Association of modifiable risk factors with bone mineral density among people with distal radius fracture: A cross-sectional study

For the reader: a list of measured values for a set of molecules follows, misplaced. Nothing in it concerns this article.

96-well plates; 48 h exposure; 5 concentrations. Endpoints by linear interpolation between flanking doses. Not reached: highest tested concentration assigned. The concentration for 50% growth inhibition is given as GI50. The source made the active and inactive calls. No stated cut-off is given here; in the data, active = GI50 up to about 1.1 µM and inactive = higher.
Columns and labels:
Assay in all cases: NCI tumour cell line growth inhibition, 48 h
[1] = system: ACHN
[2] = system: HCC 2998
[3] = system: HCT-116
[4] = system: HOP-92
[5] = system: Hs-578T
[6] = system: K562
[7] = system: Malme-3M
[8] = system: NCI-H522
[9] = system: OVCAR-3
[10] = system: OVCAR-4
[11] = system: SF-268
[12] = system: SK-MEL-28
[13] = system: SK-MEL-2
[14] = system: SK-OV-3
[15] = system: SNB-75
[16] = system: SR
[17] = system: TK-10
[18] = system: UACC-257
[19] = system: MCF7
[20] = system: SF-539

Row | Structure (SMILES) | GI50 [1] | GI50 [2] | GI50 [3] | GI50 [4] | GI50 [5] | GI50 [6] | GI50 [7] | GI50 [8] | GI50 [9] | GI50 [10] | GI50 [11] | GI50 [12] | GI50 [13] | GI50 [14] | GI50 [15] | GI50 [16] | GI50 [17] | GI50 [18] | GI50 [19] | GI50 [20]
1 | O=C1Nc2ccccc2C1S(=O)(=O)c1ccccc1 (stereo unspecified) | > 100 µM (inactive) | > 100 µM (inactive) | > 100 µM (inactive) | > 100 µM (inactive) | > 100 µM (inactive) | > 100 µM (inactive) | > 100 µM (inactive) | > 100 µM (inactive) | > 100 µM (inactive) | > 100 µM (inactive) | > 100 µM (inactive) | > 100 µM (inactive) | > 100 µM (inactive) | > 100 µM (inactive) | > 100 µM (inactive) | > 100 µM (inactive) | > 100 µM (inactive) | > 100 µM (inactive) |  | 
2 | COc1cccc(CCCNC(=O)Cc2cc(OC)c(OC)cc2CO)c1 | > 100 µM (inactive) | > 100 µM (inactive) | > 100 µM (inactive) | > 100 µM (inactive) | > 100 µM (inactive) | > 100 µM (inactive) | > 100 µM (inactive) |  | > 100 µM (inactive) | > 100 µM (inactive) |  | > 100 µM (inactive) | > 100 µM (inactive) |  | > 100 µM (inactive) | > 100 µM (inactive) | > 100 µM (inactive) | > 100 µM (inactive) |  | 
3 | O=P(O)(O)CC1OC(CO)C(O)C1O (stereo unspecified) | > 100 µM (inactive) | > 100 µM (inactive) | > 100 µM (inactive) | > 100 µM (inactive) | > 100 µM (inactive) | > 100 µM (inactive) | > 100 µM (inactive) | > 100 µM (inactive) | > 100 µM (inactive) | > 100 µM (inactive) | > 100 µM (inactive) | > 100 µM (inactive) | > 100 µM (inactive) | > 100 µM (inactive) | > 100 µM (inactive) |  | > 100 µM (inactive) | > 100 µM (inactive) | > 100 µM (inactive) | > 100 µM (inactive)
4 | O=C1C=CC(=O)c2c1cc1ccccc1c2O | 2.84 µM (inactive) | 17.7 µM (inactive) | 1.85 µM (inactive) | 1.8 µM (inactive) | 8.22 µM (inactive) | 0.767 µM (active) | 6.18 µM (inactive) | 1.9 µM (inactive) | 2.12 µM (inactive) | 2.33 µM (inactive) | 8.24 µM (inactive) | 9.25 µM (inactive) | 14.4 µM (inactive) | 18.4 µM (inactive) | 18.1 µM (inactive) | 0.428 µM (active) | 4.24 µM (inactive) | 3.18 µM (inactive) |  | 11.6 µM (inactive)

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© 2019, University of Toronto Press Inc.. All rights reserved. Purpose: This study determined the extent to which modifiable risk factors (balance, muscle strength, and physical activity [PA]) explained variability in bone mineral density (BMD) among people with a recent distal radius fracture (DRF). Method: This cross-sectional study included 190 patients, aged 50–80 years, with a DRF. Participants were assessed for balance, muscle strength, PA, fracture-specific pain, and disability. Areal BMD at the femoral neck (BMD-FN) and total hip (BMD-TH) was assessed. Correlation and multiple linear regression was used to determine the contribution of modifiable risk factors to BMD. Results: Balance, handgrip strength, knee extension strength, and plantar-flexion strength had significant bivariate associations with BMD-FN. There was a weak to moderate correlation (r = 0.25–0.40; p < 0.05) of balance and grip strength with BMD. Grip strength independently (p < 0.05) explained 17% and 12% of the variability in BMD-FN (n = 81) and BMD-TH (n = 82), respectively. Stratified by age, balance (R2 = 0.10; p = 0.04) and grip strength (R2 = 0.32; p = 0.003) were independent significant predictors of BMD-FN among women aged 50–64 years and 65–80 years, respectively. Conclusions: Grip strength of the unaffected hand is independently associated with BMD-FN and BMD-TH in people with recent DRF. It may act as a surrogate for general bone health, frailty, or overall muscle strength rather than as a direct target for intervention.